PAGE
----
Renewing a commitment to bullying-free workplaces

(Drawing copyright Aaron Maeda)

(Drawing by Aaron Maeda, copyright 2016)

Here in America, it should come as no surprise that in survey data released by the American Psychological Association earlier this fall, “52 percent of American adults report[ed] that the 2016 election is a very or somewhat significant source of stress,” with the figures cutting fairly evenly across political lines. Many of these stressors and anxieties have continued in terms of the post-election aftermath and the evolving transition in Washington D.C.

Under such distracting (and, for some of us, distressing) circumstances, it can be hard to turn our attention back to the tasks at hand, which for many readers of this blog include preventing, stopping, and responding to bullying, mobbing, and abuse in the workplace. But that we must. As I see it, our basic agenda as we head into 2017 holds steady:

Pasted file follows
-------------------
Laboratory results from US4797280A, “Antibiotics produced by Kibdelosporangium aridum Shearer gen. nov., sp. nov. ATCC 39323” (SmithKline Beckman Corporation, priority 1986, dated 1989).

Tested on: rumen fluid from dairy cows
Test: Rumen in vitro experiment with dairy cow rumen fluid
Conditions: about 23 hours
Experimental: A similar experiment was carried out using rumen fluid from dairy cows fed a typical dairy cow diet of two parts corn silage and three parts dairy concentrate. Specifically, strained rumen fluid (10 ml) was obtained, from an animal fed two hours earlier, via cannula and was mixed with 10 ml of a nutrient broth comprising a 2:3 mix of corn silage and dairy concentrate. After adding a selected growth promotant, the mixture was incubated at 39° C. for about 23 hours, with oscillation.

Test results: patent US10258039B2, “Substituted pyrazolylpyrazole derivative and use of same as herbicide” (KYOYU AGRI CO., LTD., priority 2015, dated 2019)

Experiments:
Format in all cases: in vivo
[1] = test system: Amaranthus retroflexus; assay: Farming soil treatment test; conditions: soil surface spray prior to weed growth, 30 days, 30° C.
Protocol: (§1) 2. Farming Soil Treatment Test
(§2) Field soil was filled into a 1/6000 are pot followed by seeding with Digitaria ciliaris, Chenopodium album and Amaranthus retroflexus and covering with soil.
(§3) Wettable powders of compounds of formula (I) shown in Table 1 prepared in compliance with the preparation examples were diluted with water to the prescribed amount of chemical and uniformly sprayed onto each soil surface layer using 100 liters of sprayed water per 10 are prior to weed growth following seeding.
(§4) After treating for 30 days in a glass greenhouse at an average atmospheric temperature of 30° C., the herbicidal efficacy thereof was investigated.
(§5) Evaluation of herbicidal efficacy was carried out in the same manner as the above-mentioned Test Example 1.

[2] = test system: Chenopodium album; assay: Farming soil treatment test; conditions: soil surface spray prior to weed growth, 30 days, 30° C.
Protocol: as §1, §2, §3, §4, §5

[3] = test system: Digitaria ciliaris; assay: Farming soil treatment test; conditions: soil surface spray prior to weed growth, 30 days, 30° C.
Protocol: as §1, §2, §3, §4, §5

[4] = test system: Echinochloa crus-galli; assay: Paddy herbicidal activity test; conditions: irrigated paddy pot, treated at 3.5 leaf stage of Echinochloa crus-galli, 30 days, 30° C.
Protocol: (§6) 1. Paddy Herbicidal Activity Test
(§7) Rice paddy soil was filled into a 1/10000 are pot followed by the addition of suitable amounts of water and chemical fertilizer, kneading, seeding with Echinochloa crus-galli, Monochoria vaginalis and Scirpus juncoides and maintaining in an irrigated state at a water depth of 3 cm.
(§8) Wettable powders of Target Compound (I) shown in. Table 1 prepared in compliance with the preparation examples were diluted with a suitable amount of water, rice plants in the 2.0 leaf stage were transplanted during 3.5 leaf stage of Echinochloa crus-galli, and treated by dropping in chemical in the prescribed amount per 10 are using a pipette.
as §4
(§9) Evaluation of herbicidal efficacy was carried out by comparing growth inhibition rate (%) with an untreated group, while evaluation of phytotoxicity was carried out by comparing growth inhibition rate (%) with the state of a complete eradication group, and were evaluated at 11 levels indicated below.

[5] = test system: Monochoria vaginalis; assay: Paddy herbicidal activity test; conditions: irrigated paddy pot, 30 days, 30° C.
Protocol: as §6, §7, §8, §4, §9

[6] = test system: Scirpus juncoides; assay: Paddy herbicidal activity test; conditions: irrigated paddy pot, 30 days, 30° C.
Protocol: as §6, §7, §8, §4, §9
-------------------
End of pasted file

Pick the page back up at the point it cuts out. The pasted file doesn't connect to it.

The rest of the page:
• Engaging in public education about abusive work behaviors;
  • Educating and persuading employers and other employee relations stakeholders about the destructive effects of abusive work environments and the importance of effective prevention and response;
  • Expanding the pool of mental health providers who are competent and knowledgeable to assist targets of bullying and mobbing at work; and,
  • Enacting legal protections such as the Healthy Workplace Bill to provide targets with a legal claim for damages and to incentivize employers to take these behaviors seriously, as well as building a stronger safety net of public and private employee benefits to help those transitioning out of toxic workplaces.

And so the work goes on, fueled by a continuing recognition that building workplaces that value and practice dignity will benefit us all.

2 responses

  1. The election was and continues to be an excellent platform to talk about bullying; what it is and what the perpetrators look and act like. From there a discussion on the counter productive and damaging effects can help make the point that we need a law.

    • I think the “bullying” that we witnessed Trump doing compared to the bullying taking place in the workplace are significantly different and that potential supporters and advocates are confused when there are calls for laws to address bullying. It’s not the same. Also, I’ve yet to find a recognized news source distinguish between the two because the news media have pretty much ignored workplace bullying in recent years. Plus, the Trump’s bullying sure in hell did not stop him from getting elected President. I think we need to be careful.

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